1. Mr Harris’ Particulars of Claim also sought general damages for personal injury along with special damages of £15 which was said to represent miscellaneous (though undocumented) telephone calls, postage and travel costs. The Defence served by Advantage admitted that Mr Taylor had driven negligently but denied that any injury could have resulted from what was said by Advantage to have been such a minor collision.


    1. Mr Harris made a witness statement in support of the Claim which was dated 11 December 2020 and verified by his statement of truth. In that witness statement Mr Harris alleged that his vehicle, and his body, were knocked side to side as a result of the collision. He said that he suffered neck pain as a result of the accident and relied upon the report of Dr Hogg. He said that he had recovered from the injury by the time of signing his statement (and that the recovery was in line with Dr Hogg’s prognosis) but that he still suffered from the “odd twinge every now and then”.


    1. The trial of the Claim took place in Exeter County Court on 19 November 2021 before Deputy District Judge Davy (“the Judge“).


    1. In his testimony at that trial Mr Harris confirmed that his witness statement was true and accurate to the best of his knowledge and belief and initially maintained that he had sustained a neck injury as a result of the collision. However, under cross-examination and in response to questions from the Judge, Mr Harris admitted that he had not injured his neck as a result of it. Reading the transcript of the trial reveals that he made this admission really quite quickly and readily after the initial confirmation of his witness statement. Mr Harris also accepted that he did not have any out-of-pocket expenses and could not explain why he had approved any claim for their recovery.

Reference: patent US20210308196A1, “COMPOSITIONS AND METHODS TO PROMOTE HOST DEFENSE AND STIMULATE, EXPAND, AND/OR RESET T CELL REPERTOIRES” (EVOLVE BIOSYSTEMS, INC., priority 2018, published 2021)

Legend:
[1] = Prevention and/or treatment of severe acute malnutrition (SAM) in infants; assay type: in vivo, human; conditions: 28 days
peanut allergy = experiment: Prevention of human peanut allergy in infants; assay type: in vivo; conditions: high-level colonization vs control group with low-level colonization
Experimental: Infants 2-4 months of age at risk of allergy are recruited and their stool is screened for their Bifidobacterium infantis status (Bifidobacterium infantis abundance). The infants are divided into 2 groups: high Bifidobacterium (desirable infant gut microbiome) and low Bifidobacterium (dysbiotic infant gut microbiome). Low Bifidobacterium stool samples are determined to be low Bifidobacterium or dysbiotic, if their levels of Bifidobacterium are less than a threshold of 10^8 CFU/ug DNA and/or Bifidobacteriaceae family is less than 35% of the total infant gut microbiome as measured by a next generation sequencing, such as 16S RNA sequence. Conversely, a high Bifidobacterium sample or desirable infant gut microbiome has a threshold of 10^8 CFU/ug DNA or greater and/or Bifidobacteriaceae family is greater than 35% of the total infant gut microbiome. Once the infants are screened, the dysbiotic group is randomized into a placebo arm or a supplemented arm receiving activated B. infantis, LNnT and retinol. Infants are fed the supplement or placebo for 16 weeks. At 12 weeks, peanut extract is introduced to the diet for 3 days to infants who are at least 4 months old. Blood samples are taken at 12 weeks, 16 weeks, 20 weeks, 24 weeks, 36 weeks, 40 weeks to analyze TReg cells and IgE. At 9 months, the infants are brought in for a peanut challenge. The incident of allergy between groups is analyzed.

1. The Judge dismissed the Claim in its entirety and ordered that he should pay Advantage’s costs in the sum of £6,803.22. The Judge found that the Claim had been a fundamentally dishonest one and as Advantage were therefore permitted to enforce the costs order against Mr Harris (thus disapplying the ordinary restriction upon the enforcement of costs set out in CPR 44.13 and 44.14). I was told by counsel that Mr Harris has not yet met that costs order.



The CNF also contained a false statement. The judgment considers the relevance of this.

    1. In his supplemental written submissions for the later hearing on 10 November 2023 Mr McGrath provided an explanation as to how the CNF sits within the administration of justice over personal injury claims. This was required for someone like me who has minimal knowledge and no experience of such claims. Mr McGrath drew my attention to the following points:


i) any potential Claimant making a personal injury claim which is estimated to be of less than £25,000 in value is required to complete and submit a CNF to both the defendant (alleged) tortfeasor and the defendant’s insurance company: see the Pre-Action Protocol for Low Value Personal Injury Claims in Road Traffic Accidents from 31 July 2013 (and noting that this case predated the ‘whiplash reforms’ implemented by the 2021 Regulations);

ii) any failure to adhere to the terms of the Pre-Action Protocol (which is often referred to as the MoJ Portal) carries sanctions;

iii) the first stage of initiating a personal injury claim to the Courts is therefore issuing a CNF to the defendant and the defendant’s insurer: see paragraph 6.1 of the Pre-Action Protocol; and